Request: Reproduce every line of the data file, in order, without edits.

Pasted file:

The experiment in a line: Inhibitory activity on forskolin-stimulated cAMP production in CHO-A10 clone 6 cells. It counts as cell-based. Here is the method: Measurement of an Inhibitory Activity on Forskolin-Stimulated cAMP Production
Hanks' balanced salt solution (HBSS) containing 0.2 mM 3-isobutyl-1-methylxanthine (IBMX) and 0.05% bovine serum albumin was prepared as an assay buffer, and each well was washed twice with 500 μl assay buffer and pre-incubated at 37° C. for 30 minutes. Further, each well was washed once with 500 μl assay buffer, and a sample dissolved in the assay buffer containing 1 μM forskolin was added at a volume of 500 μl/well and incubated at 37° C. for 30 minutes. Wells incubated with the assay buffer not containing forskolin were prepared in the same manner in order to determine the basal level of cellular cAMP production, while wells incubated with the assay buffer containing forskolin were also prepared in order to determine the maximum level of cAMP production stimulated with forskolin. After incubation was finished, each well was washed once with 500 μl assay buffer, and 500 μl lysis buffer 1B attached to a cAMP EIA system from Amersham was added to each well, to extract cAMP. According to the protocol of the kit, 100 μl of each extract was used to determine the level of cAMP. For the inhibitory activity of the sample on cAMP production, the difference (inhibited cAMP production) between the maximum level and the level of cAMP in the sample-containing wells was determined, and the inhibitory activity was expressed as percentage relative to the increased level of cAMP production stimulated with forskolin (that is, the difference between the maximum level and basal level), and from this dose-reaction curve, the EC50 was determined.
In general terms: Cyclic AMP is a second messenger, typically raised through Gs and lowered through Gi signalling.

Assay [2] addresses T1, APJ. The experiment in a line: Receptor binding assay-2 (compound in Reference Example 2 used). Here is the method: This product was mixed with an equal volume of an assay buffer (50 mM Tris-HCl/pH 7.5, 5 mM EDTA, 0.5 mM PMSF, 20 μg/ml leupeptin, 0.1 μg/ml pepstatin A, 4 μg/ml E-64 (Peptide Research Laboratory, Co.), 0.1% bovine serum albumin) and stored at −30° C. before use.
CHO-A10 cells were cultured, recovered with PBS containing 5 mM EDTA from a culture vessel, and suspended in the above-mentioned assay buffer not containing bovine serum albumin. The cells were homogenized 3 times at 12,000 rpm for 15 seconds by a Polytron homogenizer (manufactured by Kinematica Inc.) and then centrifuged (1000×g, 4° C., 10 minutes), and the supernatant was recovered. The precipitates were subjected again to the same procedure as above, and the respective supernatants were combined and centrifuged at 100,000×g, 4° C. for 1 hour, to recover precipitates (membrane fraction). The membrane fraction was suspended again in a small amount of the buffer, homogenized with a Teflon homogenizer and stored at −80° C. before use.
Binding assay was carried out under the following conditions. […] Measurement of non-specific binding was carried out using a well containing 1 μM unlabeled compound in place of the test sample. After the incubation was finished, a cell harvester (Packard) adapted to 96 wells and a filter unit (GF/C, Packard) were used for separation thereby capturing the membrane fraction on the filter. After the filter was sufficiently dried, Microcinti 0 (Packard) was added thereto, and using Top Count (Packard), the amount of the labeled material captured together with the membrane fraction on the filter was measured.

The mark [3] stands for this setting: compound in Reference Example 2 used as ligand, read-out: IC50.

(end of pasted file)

The experiment in a line: Inhibitory activity on forskolin-stimulated cAMP production in CHO-A10 clone 6 cells. It counts as cell-based. Here is the method: Measurement of an Inhibitory Activity on Forskolin-Stimulated cAMP Production
Hanks' balanced salt solution (HBSS) containing 0.2 mM 3-isobutyl-1-methylxanthine (IBMX) and 0.05% bovine serum albumin was prepared as an assay buffer, and each well was washed twice with 500 μl assay buffer and pre-incubated at 37° C. for 30 minutes. Further, each well was washed once with 500 μl assay buffer, and a sample dissolved in the assay buffer containing 1 μM forskolin was added at a volume of 500 μl/well and incubated at 37° C. for 30 minutes. Wells incubated with the assay buffer not containing forskolin were prepared in the same manner in order to determine the basal level of cellular cAMP production, while wells incubated with the assay buffer containing forskolin were also prepared in order to determine the maximum level of cAMP production stimulated with forskolin. After incubation was finished, each well was washed once with 500 μl assay buffer, and 500 μl lysis buffer 1B attached to a cAMP EIA system from Amersham was added to each well, to extract cAMP. According to the protocol of the kit, 100 μl of each extract was used to determine the level of cAMP. For the inhibitory activity of the sample on cAMP production, the difference (inhibited cAMP production) between the maximum level and the level of cAMP in the sample-containing wells was determined, and the inhibitory activity was expressed as percentage relative to the increased level of cAMP production stimulated with forskolin (that is, the difference between the maximum level and basal level), and from this dose-reaction curve, the EC50 was determined.
In general terms: Cyclic AMP is a second messenger, typically raised through Gs and lowered through Gi signalling.

Assay [2] addresses T1, APJ. The experiment in a line: Receptor binding assay-2 (compound in Reference Example 2 used). Here is the method: This product was mixed with an equal volume of an assay buffer (50 mM Tris-HCl/pH 7.5, 5 mM EDTA, 0.5 mM PMSF, 20 μg/ml leupeptin, 0.1 μg/ml pepstatin A, 4 μg/ml E-64 (Peptide Research Laboratory, Co.), 0.1% bovine serum albumin) and stored at −30° C. before use.
CHO-A10 cells were cultured, recovered with PBS containing 5 mM EDTA from a culture vessel, and suspended in the above-mentioned assay buffer not containing bovine serum albumin. The cells were homogenized 3 times at 12,000 rpm for 15 seconds by a Polytron homogenizer (manufactured by Kinematica Inc.) and then centrifuged (1000×g, 4° C., 10 minutes), and the supernatant was recovered. The precipitates were subjected again to the same procedure as above, and the respective supernatants were combined and centrifuged at 100,000×g, 4° C. for 1 hour, to recover precipitates (membrane fraction). The membrane fraction was suspended again in a small amount of the buffer, homogenized with a Teflon homogenizer and stored at −80° C. before use.
Binding assay was carried out under the following conditions. […] Measurement of non-specific binding was carried out using a well containing 1 μM unlabeled compound in place of the test sample. After the incubation was finished, a cell harvester (Packard) adapted to 96 wells and a filter unit (GF/C, Packard) were used for separation thereby capturing the membrane fraction on the filter. After the filter was sufficiently dried, Microcinti 0 (Packard) was added thereto, and using Top Count (Packard), the amount of the labeled material captured together with the membrane fraction on the filter was measured.

The mark [3] stands for this setting: compound in Reference Example 2 used as ligand, read-out: IC50.